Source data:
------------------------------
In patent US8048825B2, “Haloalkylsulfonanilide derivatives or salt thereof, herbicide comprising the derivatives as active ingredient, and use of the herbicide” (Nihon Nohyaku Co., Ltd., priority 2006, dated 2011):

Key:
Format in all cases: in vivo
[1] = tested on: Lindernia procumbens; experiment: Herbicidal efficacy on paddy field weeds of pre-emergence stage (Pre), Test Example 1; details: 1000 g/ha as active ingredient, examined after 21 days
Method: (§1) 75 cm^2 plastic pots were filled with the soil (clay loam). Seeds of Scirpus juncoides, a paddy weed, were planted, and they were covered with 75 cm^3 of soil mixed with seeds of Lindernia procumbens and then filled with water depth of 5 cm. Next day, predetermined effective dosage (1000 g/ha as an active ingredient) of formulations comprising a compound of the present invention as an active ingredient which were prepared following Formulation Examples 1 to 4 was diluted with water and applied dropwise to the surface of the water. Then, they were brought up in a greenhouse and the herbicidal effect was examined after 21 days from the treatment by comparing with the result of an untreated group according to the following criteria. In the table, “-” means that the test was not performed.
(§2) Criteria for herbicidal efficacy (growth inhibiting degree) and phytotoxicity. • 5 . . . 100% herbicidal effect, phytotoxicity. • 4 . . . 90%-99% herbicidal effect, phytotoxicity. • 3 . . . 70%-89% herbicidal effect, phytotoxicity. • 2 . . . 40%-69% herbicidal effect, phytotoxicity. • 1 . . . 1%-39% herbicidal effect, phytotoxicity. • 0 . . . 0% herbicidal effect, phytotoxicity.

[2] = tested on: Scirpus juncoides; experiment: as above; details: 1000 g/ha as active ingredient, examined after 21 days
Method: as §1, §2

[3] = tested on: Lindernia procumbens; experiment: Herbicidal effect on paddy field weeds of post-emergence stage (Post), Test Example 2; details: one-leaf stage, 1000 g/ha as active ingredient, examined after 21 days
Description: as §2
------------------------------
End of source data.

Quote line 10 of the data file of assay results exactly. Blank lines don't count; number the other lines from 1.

Description: as §2